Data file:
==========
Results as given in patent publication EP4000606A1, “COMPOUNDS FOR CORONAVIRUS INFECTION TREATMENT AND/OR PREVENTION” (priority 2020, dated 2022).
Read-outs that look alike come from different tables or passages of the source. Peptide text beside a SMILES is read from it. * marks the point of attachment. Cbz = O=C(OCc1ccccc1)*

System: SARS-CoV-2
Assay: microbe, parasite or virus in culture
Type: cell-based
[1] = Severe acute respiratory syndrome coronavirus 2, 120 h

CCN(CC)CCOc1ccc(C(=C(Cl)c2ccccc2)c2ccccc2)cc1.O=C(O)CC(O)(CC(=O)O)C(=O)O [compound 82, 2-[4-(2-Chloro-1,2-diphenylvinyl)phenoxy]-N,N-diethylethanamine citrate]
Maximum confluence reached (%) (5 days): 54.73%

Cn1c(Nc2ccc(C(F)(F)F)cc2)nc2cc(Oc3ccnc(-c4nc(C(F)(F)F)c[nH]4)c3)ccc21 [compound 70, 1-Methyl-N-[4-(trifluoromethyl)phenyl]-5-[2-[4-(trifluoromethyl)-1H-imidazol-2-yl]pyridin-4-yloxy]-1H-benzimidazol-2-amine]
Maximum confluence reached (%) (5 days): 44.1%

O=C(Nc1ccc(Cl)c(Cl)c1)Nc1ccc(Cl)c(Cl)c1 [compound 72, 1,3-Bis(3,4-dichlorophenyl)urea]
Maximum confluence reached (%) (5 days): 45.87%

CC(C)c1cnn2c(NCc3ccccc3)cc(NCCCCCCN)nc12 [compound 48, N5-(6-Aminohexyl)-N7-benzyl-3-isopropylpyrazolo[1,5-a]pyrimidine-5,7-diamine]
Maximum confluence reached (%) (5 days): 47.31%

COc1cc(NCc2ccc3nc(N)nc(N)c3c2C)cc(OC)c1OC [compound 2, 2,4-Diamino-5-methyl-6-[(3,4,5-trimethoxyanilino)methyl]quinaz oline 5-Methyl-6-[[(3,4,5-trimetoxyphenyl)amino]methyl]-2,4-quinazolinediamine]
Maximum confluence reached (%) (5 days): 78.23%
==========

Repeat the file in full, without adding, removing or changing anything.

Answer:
Results as given in patent publication EP4000606A1, “COMPOUNDS FOR CORONAVIRUS INFECTION TREATMENT AND/OR PREVENTION” (priority 2020, dated 2022).
Read-outs that look alike come from different tables or passages of the source. Peptide text beside a SMILES is read from it. * marks the point of attachment. Cbz = O=C(OCc1ccccc1)*

System: SARS-CoV-2
Assay: microbe, parasite or virus in culture
Type: cell-based
[1] = Severe acute respiratory syndrome coronavirus 2, 120 h

CCN(CC)CCOc1ccc(C(=C(Cl)c2ccccc2)c2ccccc2)cc1.O=C(O)CC(O)(CC(=O)O)C(=O)O [compound 82, 2-[4-(2-Chloro-1,2-diphenylvinyl)phenoxy]-N,N-diethylethanamine citrate]
Maximum confluence reached (%) (5 days): 54.73%

Cn1c(Nc2ccc(C(F)(F)F)cc2)nc2cc(Oc3ccnc(-c4nc(C(F)(F)F)c[nH]4)c3)ccc21 [compound 70, 1-Methyl-N-[4-(trifluoromethyl)phenyl]-5-[2-[4-(trifluoromethyl)-1H-imidazol-2-yl]pyridin-4-yloxy]-1H-benzimidazol-2-amine]
Maximum confluence reached (%) (5 days): 44.1%

O=C(Nc1ccc(Cl)c(Cl)c1)Nc1ccc(Cl)c(Cl)c1 [compound 72, 1,3-Bis(3,4-dichlorophenyl)urea]
Maximum confluence reached (%) (5 days): 45.87%

CC(C)c1cnn2c(NCc3ccccc3)cc(NCCCCCCN)nc12 [compound 48, N5-(6-Aminohexyl)-N7-benzyl-3-isopropylpyrazolo[1,5-a]pyrimidine-5,7-diamine]
Maximum confluence reached (%) (5 days): 47.31%

COc1cc(NCc2ccc3nc(N)nc(N)c3c2C)cc(OC)c1OC [compound 2, 2,4-Diamino-5-methyl-6-[(3,4,5-trimethoxyanilino)methyl]quinaz oline 5-Methyl-6-[[(3,4,5-trimetoxyphenyl)amino]methyl]-2,4-quinazolinediamine]
Maximum confluence reached (%) (5 days): 78.23%